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ASI discovers secret cellar in Chennai fort
S Ramaswamy in Chennai |
July 08, 2005 16:10 IST
A cellar believed to have been used by the Madras Bank, established by the British for storing cash and gold, has been unearthed by the Archeological Survey of India at the famous Fort St.George in Chennai.
The Madras Bank later merged with the Bombay and Bengal banks to form the Imperial Bank which is now called the State Bank of India.
The 10 x 8 feet chamber, constructed 200 years back, was found during regular ASI conservation work three days ago, Superintending Engineer T Satyamurthy told PTI.
"During the work being carried out by the ASI to study the seepage of water from beneath the surface in the rooms located on the southern side of the first floor, a small underground cellar was noticed in Gally two. It was later closed using the Madras type roof pattern to lay the floor. For further strength, iron flats were provided beneath the wooden floor," he said.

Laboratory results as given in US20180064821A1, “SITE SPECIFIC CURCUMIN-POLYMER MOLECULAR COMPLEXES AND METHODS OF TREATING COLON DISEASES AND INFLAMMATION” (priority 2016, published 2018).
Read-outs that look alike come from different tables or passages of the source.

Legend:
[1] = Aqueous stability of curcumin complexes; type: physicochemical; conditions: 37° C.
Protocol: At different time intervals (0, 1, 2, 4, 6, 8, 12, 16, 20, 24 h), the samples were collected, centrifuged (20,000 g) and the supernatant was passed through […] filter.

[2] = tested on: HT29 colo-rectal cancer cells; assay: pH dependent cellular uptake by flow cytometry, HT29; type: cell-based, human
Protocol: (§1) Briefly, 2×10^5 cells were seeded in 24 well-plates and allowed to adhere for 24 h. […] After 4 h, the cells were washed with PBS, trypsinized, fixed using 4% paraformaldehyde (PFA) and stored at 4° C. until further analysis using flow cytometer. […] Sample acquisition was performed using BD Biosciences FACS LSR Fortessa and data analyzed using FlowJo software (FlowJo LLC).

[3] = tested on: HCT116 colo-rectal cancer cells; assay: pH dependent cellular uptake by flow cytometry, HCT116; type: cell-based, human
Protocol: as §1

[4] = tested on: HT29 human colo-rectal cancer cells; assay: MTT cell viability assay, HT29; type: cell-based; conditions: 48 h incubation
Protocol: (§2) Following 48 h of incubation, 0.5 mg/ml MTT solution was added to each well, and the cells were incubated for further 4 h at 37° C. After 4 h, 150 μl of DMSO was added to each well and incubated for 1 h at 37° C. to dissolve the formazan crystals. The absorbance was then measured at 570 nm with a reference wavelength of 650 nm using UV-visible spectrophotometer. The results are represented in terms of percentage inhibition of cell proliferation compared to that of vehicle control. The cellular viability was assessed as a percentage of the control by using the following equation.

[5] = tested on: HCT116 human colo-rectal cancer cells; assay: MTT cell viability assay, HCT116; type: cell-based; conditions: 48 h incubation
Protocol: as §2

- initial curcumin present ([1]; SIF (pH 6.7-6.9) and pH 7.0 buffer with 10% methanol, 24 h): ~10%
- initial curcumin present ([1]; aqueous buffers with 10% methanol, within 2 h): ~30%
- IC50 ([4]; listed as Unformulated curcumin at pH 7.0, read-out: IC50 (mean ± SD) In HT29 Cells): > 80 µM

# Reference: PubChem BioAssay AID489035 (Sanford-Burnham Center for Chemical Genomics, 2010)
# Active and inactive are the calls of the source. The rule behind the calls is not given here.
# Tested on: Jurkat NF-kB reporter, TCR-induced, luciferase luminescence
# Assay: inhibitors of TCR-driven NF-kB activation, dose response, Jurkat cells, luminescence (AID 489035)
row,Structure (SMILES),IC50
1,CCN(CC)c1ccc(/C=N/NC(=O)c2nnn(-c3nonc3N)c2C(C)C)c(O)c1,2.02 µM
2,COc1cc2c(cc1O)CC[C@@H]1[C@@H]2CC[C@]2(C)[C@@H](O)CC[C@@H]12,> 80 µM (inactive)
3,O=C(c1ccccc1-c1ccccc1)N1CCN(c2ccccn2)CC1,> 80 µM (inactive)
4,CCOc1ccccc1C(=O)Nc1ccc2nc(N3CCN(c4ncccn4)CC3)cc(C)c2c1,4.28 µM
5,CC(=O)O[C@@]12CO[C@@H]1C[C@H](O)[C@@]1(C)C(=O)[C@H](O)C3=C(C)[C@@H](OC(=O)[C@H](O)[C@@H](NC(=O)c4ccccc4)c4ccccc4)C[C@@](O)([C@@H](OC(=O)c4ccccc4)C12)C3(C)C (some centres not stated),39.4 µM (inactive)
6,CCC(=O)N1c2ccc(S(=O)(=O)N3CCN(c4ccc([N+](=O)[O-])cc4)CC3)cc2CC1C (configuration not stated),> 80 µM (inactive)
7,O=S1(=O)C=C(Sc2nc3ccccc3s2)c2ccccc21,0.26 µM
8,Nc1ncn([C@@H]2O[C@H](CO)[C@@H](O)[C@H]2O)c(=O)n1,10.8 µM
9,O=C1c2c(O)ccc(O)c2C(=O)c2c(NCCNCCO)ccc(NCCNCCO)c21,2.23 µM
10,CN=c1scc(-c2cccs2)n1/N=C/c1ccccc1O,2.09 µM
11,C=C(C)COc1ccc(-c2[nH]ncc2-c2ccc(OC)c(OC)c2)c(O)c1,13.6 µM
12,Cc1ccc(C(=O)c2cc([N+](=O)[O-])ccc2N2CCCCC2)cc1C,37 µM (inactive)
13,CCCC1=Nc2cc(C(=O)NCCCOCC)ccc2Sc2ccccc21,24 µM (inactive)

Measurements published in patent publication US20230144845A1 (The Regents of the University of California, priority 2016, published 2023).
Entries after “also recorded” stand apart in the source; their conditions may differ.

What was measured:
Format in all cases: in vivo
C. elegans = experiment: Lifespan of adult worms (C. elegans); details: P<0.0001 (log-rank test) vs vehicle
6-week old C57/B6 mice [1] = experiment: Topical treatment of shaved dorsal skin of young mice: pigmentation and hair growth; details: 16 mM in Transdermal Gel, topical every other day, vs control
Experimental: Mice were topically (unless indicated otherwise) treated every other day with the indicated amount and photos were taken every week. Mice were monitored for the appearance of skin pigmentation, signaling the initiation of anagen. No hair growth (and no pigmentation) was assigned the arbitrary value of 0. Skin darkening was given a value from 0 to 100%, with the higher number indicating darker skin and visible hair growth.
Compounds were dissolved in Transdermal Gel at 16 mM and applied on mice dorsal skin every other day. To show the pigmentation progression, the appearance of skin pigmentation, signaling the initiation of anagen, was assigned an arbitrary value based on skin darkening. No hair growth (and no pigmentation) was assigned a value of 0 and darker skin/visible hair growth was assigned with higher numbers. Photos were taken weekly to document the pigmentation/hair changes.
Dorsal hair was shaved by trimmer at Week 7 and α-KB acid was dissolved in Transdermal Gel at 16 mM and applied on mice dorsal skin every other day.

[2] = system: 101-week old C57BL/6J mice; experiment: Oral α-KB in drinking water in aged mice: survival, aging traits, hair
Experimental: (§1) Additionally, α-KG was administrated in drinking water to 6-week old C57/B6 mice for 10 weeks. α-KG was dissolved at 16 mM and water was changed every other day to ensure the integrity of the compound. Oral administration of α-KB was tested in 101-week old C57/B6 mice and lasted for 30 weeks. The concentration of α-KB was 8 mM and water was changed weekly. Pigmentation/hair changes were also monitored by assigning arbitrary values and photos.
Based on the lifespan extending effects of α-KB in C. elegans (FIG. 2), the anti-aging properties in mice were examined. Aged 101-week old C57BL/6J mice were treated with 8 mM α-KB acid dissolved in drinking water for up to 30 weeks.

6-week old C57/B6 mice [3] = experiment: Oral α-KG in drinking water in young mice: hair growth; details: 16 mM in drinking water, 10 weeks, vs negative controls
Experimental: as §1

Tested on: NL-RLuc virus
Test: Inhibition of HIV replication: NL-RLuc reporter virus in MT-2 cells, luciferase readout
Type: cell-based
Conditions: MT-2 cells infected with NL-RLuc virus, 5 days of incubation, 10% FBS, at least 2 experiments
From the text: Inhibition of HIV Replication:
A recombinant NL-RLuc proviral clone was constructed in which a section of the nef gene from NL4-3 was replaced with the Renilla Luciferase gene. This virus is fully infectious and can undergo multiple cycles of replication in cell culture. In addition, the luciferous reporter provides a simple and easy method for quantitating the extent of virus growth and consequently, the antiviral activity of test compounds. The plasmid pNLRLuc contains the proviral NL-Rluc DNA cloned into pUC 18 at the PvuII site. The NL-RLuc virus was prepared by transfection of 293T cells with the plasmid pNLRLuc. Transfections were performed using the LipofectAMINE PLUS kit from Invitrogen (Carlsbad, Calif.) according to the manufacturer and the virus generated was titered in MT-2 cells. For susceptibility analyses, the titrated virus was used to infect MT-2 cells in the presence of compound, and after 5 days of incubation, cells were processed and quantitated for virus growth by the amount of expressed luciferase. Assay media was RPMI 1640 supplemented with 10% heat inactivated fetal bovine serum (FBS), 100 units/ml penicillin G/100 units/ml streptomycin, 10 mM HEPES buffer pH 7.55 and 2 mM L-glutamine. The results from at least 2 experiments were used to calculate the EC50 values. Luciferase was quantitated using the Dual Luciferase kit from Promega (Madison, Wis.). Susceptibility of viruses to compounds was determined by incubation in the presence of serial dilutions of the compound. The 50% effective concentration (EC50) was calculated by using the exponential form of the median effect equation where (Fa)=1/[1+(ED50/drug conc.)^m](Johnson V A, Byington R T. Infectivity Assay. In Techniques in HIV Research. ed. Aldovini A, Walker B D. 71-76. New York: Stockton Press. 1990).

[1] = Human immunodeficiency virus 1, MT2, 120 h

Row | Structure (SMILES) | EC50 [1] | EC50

The walls of the cellar were finely plastered with masonry, he said, adding the cellar was empty. Satyamurthy said there were grooves in the masonry running across the floor and that they divided the cellar into two chambers.
Tracing the origin of the museum building, he said that after the East India Company had bestowed trading rights on free merchants, the necessity to build an exchange building was felt.
In 1787, Peter Massey Cassim, a merchant, mooted the idea of constructing an exchange building which was approved by the then government of the Madras presidency. An exchange company was formed on September 8, 1797 with a capital of 25,000 star pagodas then, he said.
A piece of land and a house upon it located near the sea gate, belonging to Robert Hughes, a free merchant, were acquired to house the company. A lottery was organised and the profits amounting to 10,000 star pagodas was spent to acquire the land and for the construction of the building, he said.
The present building was constructed after demolishing the old house in 1795 and became the hub of all trading activities.